Peter Drucker, the management guru, has said: “Time is a peculiar resource, no matter how much more you want there is no more of it’.  Therefore, it is up to an individual what use he or she puts time to. Hence there is a need for ‘time management”.

 Time Management:

Time management means performing tasks and organising events to make the most productive use of the available time. The methods of time management include the following:

 Preparing a check-list of things to do daily and doing them accordingly.

 Making a work schedule every day and sticking to it.             

Setting calendars of tasks and events for a day, a week, a month and a year and sticking to these.

Prioritising things to be done and following the priority.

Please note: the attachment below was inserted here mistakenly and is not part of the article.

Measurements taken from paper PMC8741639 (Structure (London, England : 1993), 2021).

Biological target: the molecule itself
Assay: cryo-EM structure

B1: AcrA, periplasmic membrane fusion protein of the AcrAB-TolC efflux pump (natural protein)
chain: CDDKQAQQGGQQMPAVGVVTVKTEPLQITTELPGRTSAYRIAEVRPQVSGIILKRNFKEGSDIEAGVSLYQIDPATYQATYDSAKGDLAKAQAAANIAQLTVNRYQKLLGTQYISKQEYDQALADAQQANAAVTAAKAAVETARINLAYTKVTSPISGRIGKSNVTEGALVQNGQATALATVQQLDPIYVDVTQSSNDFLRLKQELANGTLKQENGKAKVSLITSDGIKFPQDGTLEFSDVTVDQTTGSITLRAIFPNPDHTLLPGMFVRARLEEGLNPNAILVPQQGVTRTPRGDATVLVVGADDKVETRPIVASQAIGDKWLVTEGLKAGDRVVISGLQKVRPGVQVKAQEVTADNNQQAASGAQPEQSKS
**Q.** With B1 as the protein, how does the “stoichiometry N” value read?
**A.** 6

Time budgeting is a part of time management and it is advisable to budget an hour, a day, a week, a month, a year and a professional life among tasks right at its start.

It has been found that the fastest and the most effective way of doing many things is to do one thing at a time and the most important of these right away. One should not ordinarily try and do unconnected things simultaneously. If one does, the output will be way less than the potential.

Other Aspects of Time Management:

The ‘mantra of success’ in life is: “Persistent hard work and respect for time.” This should be translated into what one should be telling oneself over and over again: ‘When the going is good, don’t pause and relax, go the extra mile and when feelings are high, work overtime’.

Hard work is making the maximum use of the available time for productive purposes. It is the opposite of laziness (whiling away the available time).